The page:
Albany’s new start on bond proposal – Hasso Hering


A perspective from Oregon’s mid-Willamette Valley

Albany’s new start on bond proposal

Written December 12th, 2013 by Hasso Hering
Floyd Collins, right,  proposed the committee on police and fire buildings. Ray Kopczynski sits next to him at the council table.

Floyd Collins, right, proposed the committee on police and fire buildings. Ray Kopczynski sits next to him at the council table.

Albany voters said no to a $20.3 million bond in November for building a new police headquarters and replacing the main fire station downtown, and now the city council has made a new start in trying to win their approval. It will seek the advice of respected and independent reviewers.
The council has agreed to form an autonomous committee to review the building proposals and recommend ways to try to “secure voter approval.” Retired state Sen. Frank Morse, R-Albany, and retired Linn County Sheriff Dave Burright are to head the panel and select its members, including an architect, an engineer, a certified public accountant, a business owner, a building contractor and one “government” representative. The panel is meant to subject the city’s building proposals to an outside review. It is to make sure the plans respond to voters’ concerns and are not wasteful or extravagant and, once approved, are completed in an economical and sensible way.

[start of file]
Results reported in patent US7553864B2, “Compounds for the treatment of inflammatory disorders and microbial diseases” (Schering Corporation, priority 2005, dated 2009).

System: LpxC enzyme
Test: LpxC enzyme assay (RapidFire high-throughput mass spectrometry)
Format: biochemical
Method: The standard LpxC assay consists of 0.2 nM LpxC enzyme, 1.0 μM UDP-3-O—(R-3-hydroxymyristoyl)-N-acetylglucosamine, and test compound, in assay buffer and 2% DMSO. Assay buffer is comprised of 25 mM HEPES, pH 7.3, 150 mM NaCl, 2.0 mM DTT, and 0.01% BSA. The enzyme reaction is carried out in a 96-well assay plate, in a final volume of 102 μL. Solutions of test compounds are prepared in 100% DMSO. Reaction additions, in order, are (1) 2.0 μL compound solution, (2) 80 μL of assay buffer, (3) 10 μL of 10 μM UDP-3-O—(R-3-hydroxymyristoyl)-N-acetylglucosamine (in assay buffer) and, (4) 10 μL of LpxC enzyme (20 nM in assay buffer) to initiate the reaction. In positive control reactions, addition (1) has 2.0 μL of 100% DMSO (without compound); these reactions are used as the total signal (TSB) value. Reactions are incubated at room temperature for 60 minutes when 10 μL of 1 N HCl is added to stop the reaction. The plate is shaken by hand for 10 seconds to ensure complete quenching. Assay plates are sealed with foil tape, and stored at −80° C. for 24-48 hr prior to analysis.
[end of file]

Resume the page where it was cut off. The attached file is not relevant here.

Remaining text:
By approving Councilor Floyd Collins’ concept and outline of this committee, the council promised not to direct or try to run the panel. Having Morse and Burright in charge is a guarantee that the promise is kept.

The committee is to have no hurry-up deadline. So, in a process open to the public, it can take its time and come up with recommendations whose soundness will be evident to perhaps not all but more voters than before. (hh)

2 responses to “Albany’s new start on bond proposal”

  1. Gordon L. Shadle says:

    Since this committee will attempt to influence the city council and city voters on a property tax issue that will financially impact every city resident, shouldn’t a basic requirement be that each committee member (including the co-chairs) have their principal residence within the jurisdictional limits of the City of Albany? Frank Morse seems like a fine gentleman, but I don’t think he meets this basic requirement.

  2. Bill Kapaun says:

    As long as they combine both on one ballot, my answer is NO!
    I’d approve a fire station, but moving the police station away from the population center is simply stupid.
    Let’s face it. IF they accomplish that, they’ll want a sub station to serve more eastern parts of town in the interest of “Public Safety”.
    Don’t fall for their “plan”.


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